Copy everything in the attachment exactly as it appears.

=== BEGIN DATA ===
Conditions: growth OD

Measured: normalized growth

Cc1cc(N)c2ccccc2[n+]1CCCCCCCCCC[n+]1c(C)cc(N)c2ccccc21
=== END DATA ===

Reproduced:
Conditions: growth OD

Measured: normalized growth

Cc1cc(N)c2ccccc2[n+]1CCCCCCCCCC[n+]1c(C)cc(N)c2ccccc21